Indonesia’s 2024 election campaign has been relatively free from polarizing religious rhetoric

Tria Dianti and Arie Firdaus
Indonesia’s 2024 election campaign has been relatively free from polarizing religious rhetoric One of Indonesia’s three presidential candidates, Ganjar Pranowo (top), interacts with a supporter during a campaign rally at the Gelora Delta Sidoarjo stadium in Sidoarjo regency, East Java, Indonesia, Jan. 21, 2024.
[Juni Kriswanto/AFP]

Indonesia’s Ganjar Pranowo readily accepts the hospitality of his constituents, Anies Baswedan charms with his eloquence in town halls across the archipelago, and Prabowo Subianto highlights his achievements as the nation’s defense minister.

It may be hard to believe the three men are presidential candidates in this month’s election, because their campaigns lack the invective, mudslinging and sectarian rhetoric that marked the last two contests, in 2014 and 2019.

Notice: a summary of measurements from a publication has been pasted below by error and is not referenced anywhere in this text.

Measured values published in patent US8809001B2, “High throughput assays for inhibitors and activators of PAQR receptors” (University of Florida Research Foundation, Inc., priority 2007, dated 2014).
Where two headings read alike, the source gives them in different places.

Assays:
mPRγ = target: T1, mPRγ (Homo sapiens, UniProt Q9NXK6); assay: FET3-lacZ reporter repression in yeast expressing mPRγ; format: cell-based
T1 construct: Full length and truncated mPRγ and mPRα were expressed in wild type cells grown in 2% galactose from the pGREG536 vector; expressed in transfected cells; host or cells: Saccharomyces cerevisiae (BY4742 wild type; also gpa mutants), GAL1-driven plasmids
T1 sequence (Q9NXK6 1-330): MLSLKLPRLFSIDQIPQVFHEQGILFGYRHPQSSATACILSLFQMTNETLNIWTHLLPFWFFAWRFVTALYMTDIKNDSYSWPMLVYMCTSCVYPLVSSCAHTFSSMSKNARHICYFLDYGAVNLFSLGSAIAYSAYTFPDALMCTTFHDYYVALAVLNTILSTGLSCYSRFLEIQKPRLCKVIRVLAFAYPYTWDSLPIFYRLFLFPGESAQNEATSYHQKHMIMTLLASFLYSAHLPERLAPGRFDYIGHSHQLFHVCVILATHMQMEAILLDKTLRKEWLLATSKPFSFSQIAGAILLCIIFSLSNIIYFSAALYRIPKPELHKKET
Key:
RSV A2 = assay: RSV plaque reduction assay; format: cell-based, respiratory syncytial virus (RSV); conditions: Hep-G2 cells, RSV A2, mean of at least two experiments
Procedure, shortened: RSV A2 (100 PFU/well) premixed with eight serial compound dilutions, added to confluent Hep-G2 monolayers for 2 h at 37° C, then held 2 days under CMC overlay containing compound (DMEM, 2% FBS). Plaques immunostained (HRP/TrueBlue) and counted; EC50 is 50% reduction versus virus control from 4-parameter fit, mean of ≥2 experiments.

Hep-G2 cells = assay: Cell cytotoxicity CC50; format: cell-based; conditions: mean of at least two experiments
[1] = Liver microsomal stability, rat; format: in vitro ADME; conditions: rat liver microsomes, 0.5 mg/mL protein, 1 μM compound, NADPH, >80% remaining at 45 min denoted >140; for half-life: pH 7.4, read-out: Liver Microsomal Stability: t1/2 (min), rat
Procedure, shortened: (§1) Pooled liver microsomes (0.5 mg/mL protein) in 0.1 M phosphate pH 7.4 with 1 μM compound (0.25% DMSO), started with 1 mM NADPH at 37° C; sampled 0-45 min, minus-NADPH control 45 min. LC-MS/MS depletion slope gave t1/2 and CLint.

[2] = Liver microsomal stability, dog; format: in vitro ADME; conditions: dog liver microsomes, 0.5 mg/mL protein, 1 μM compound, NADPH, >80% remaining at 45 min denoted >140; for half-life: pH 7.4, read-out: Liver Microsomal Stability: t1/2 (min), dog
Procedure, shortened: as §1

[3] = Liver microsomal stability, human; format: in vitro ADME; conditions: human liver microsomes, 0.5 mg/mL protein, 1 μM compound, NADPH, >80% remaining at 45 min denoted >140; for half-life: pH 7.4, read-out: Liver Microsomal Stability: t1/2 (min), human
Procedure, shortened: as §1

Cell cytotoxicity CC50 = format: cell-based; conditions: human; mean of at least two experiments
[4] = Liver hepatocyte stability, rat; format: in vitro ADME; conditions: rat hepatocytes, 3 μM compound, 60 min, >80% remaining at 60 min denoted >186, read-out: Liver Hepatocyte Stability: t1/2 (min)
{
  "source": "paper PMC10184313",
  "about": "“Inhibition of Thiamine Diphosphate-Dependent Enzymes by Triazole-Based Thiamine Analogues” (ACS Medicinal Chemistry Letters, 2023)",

Indonesia appears to be moving past the politics of fear and division, when candidates and voters clashed over religious and ethnic identities, analysts said.

One reason for the change is the fragmentation and weakening of the conservative Islamic groups that once backed Prabowo, who was incumbent Joko “Jokowi” Widodo’s challenger in the 2014 and 2019 presidential contests, analysts and voters said.

Another reason is public fatigue over the polarization that previous campaigns caused in society.

A political analyst at the Centre for Strategic and International Studies said that Indonesians appear to have learned from the negative consequences of the previous elections, which harmed social unity and trust.

“People have realized that identity-based campaigning is no longer relevant or electorally beneficial,” analyst Arya Fernandes told BenarNews. “So now they are looking for more creative ways to campaign.”

During the previous two elections, some of Jokowi’s supporters accused Prabowo of being backed by extremist groups with ties to terrorism. And some of Prabowo’s supporters claimed Jokowi was ethnically Chinese and an anti-Muslim communist.

Indonesian presidential candidate and Defense Minister Prabowo Subianto breaks into dance in front of his supporters at a campaign event in Majalengka City, West Java, in a photograph the minister posted on his Instagram account on Jan. 21, 2024. [Via Instagram/Prabowo]

This year, Indonesians have said they welcomed the more moderate and inclusive tone of the campaign leading up to the Feb. 14 vote.